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Temperature Conundrum - Forno Bravo Forum: The Wood-Fired Oven Community

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Temperature Conundrum

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  • Temperature Conundrum

    Here's my conundrum. I have a Primavera 70. I've found that the best floor temperature for pizza is 750F-800F. Everything I've read about baking pizza in a wfo says you must have flames going up one side to about the center of the dome. My problem is that it's near impossible to keep the floor temperature under 800F while there's a live fire reaching up into the dome. Any suggestions? Thanks in advance!
    cooking is my golf

  • #2
    Re: Temperature Conundrum

    If the pizza comes out great, it matters little what the flame is doing.
    Old World Stone & Garden

    Current WFO build - Dry Stone Base & Gothic Vault

    When we build, let us think that we build for ever.
    John Ruskin

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    • #3
      Re: Temperature Conundrum

      What is the problem? Floor high, dome high, cook them fast!
      Attached Files

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      • #4
        Re: Temperature Conundrum

        Have you tried the semolina test? Cast a little semolina onto the floor, if it goes black in 3 secs then it's right. 2 secs= too hot, 4 secs= not hot enough. IR's can be misleading because they read the surface temp and often show a much higher temp until the oven is fully saturated.
        Kindled with zeal and fired with passion.

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        • #5
          Re: Temperature Conundrum

          With the high conductivity of your floor tiles and the high dome, getting things balanced just right might take some trial and error, but it is very doable. Lots of people make some great Neapolitan in the Primavera 70.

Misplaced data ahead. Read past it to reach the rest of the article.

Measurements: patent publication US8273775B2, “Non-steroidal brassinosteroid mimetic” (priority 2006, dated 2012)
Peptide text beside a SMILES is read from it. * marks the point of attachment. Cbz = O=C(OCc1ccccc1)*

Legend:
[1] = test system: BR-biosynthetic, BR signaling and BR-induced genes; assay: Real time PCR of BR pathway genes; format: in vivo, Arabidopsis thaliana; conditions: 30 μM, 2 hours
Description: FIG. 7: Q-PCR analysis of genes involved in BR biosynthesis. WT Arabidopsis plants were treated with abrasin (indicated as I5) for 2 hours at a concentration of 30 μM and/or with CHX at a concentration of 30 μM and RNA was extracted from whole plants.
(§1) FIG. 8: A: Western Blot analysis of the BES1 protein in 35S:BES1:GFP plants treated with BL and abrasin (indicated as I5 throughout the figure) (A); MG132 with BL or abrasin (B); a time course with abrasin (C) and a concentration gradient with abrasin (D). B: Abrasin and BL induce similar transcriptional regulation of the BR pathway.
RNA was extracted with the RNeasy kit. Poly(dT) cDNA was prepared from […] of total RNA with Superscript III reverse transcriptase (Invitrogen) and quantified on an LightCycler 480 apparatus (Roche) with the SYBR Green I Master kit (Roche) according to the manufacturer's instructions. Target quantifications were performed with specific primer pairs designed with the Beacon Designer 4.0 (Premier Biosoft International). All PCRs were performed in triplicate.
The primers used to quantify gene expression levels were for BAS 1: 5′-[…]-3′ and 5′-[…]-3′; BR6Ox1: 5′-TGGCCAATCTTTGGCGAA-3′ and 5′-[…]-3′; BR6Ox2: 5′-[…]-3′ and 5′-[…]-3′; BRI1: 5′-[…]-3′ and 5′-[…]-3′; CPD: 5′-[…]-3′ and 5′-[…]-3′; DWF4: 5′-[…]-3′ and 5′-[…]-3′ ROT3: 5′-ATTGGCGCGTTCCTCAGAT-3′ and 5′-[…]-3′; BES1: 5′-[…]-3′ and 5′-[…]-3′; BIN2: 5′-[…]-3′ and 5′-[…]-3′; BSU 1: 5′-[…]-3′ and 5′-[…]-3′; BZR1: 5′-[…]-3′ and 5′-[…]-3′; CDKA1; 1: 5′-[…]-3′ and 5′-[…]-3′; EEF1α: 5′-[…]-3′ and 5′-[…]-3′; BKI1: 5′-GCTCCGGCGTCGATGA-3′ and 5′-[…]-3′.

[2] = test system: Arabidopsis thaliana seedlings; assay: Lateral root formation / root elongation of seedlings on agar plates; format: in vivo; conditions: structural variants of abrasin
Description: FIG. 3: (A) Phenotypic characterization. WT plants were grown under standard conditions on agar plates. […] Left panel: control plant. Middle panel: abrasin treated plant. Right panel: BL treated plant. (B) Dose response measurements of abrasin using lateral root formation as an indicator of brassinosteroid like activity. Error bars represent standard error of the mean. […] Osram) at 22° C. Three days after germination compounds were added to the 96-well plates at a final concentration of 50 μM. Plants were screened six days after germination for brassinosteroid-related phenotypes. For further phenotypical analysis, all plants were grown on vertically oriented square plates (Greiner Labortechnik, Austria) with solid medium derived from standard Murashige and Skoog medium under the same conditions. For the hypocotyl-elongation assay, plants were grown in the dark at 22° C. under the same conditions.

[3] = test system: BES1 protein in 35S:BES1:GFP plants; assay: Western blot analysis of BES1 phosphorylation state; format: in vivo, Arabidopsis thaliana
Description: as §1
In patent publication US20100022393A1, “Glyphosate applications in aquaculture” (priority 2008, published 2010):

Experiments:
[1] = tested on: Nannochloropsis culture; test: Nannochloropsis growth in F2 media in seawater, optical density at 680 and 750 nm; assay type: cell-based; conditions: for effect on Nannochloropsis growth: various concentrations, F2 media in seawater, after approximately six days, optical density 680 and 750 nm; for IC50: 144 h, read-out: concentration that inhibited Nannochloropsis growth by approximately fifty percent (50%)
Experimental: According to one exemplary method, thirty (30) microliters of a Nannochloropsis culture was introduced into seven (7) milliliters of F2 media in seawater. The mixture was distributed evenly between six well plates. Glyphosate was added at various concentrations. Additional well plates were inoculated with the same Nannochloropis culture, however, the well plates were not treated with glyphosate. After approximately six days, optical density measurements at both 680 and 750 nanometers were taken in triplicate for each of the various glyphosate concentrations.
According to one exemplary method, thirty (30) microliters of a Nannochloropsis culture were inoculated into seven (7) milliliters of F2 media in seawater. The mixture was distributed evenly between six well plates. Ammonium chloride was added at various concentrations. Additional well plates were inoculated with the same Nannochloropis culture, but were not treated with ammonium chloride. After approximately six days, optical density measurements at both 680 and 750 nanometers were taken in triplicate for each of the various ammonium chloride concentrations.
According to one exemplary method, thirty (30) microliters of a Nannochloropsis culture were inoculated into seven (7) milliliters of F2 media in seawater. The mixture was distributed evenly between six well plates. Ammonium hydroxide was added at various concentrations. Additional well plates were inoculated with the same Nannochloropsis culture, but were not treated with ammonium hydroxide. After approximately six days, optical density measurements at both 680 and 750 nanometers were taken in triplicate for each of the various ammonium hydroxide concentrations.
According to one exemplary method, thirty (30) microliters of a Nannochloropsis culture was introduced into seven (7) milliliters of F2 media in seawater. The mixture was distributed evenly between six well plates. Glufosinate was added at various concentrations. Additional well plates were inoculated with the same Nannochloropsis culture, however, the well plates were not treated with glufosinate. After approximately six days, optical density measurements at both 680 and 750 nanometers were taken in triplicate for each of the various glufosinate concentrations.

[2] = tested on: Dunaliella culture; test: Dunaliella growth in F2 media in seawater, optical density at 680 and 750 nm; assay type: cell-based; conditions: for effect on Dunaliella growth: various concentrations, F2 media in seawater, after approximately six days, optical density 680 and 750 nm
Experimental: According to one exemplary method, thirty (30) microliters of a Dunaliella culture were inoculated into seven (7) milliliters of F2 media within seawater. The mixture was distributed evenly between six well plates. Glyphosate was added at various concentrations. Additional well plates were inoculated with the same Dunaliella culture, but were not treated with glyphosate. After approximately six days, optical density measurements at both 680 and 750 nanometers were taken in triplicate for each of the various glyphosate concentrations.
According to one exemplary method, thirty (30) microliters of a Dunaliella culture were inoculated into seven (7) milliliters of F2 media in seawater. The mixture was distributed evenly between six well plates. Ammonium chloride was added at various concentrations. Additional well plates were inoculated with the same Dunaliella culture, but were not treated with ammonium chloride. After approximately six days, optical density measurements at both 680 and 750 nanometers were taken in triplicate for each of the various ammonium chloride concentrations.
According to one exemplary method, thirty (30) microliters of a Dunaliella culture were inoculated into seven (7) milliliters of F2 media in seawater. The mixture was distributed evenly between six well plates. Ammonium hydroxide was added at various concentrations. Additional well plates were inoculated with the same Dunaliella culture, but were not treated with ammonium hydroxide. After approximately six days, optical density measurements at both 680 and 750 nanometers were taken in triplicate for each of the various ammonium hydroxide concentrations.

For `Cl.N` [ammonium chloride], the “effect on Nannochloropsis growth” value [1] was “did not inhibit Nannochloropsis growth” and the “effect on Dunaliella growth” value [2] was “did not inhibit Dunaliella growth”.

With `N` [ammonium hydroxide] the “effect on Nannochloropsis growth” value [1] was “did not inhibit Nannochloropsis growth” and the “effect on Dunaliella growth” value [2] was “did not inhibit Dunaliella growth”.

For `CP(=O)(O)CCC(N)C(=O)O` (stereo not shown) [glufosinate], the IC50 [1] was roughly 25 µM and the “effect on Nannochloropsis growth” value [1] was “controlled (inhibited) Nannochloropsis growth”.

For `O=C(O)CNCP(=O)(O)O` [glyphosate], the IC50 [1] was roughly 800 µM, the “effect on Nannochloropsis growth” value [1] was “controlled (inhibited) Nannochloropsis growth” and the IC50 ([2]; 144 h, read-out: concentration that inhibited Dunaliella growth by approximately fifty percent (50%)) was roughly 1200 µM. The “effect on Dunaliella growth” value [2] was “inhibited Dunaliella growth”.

I would personally seek guidance from John Della Vecchia:

          John Della Vecchia

          He produces true works of art in a Primavera 70.

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          • #6
            Re: Temperature Conundrum

            I have a primavera 60...I know what you mean. I was given a great tip that has worked well in getting the fire to roll over the top a little bit with out raising the floor temp to much. I use almond wood chips and if the fire has died down throw a handful of woodchips on the coals, wait a few seconds for the flames to build and "roll" and then cook your pizza. Works great for us. Good luck

            m

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            • #7
              Re: Temperature Conundrum

              Thank you all for your suggestions. I'll try baking at higher temps, using the semolina test, and using some wood chips (not all at the same time!).

              Sjadad
              cooking is my golf

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              • #8
                Re: Temperature Conundrum

                I agree with stonecutter.... However if you must have flames then run a damp mop across the floor, it will clean it and cool it down.
                Matthew 19:26. With God all things are possible.

                My Build: http://www.fornobravo.com/forum/f21/...les-18741.html

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                • #9
                  Re: Temperature Conundrum

                  Having a cloud of flame floating on the ceiling of the oven is where all the magic happens. Pizzas become works of art when cooked in that environment. The crust comes out with that beautiful leoparding effect and the cheese and toppings fuse together in bubbling happiness. I agree that it is very challenging to bake in that environment. However, that challenge is why baking in a wood fired oven is so exciting. The secret here is quantity. If you are baking one or two pies, you will struggle to keep the bottoms of the pizzas from burning. If you are baking many pies, you will find that the hearth will normalize at a temperature that will not cause the bottom of the pies to burn. Remember to always place the pie in the same place. Do not constantly move the pizza around. Turn it once about half way through the bake.

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                  • #10
                    Re: Temperature Conundrum

                    That sounds like very good advice tusr18a, thank you.

                    Sjadad
                    cooking is my golf

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